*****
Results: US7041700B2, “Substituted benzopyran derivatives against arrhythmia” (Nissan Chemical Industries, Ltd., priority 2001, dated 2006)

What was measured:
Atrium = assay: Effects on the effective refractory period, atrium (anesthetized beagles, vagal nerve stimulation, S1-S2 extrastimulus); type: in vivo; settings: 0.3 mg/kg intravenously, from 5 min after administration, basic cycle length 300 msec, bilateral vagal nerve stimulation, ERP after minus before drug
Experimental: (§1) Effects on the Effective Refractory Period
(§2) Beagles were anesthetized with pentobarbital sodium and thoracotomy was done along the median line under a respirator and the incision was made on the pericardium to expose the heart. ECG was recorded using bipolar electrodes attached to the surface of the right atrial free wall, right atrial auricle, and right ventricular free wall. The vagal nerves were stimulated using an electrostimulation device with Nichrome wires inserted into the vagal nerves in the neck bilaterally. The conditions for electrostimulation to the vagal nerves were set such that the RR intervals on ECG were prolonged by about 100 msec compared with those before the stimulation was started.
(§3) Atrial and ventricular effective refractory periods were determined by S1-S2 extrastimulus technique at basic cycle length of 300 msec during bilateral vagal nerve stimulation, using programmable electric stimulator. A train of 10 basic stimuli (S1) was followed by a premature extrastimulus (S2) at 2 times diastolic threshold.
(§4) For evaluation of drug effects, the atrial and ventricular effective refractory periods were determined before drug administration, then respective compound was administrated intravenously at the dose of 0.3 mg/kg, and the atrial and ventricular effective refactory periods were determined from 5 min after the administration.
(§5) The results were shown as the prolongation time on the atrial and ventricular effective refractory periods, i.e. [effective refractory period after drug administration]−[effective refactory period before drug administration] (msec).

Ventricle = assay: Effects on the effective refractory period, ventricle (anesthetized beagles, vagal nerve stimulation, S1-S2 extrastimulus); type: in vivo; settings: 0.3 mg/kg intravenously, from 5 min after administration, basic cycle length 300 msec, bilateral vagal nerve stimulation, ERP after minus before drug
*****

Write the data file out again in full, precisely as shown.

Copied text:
Results: US7041700B2, “Substituted benzopyran derivatives against arrhythmia” (Nissan Chemical Industries, Ltd., priority 2001, dated 2006)

What was measured:
Atrium = assay: Effects on the effective refractory period, atrium (anesthetized beagles, vagal nerve stimulation, S1-S2 extrastimulus); type: in vivo; settings: 0.3 mg/kg intravenously, from 5 min after administration, basic cycle length 300 msec, bilateral vagal nerve stimulation, ERP after minus before drug
Experimental: (§1) Effects on the Effective Refractory Period
(§2) Beagles were anesthetized with pentobarbital sodium and thoracotomy was done along the median line under a respirator and the incision was made on the pericardium to expose the heart. ECG was recorded using bipolar electrodes attached to the surface of the right atrial free wall, right atrial auricle, and right ventricular free wall. The vagal nerves were stimulated using an electrostimulation device with Nichrome wires inserted into the vagal nerves in the neck bilaterally. The conditions for electrostimulation to the vagal nerves were set such that the RR intervals on ECG were prolonged by about 100 msec compared with those before the stimulation was started.
(§3) Atrial and ventricular effective refractory periods were determined by S1-S2 extrastimulus technique at basic cycle length of 300 msec during bilateral vagal nerve stimulation, using programmable electric stimulator. A train of 10 basic stimuli (S1) was followed by a premature extrastimulus (S2) at 2 times diastolic threshold.
(§4) For evaluation of drug effects, the atrial and ventricular effective refractory periods were determined before drug administration, then respective compound was administrated intravenously at the dose of 0.3 mg/kg, and the atrial and ventricular effective refactory periods were determined from 5 min after the administration.
(§5) The results were shown as the prolongation time on the atrial and ventricular effective refractory periods, i.e. [effective refractory period after drug administration]−[effective refactory period before drug administration] (msec).

Ventricle = assay: Effects on the effective refractory period, ventricle (anesthetized beagles, vagal nerve stimulation, S1-S2 extrastimulus); type: in vivo; settings: 0.3 mg/kg intravenously, from 5 min after administration, basic cycle length 300 msec, bilateral vagal nerve stimulation, ERP after minus before drug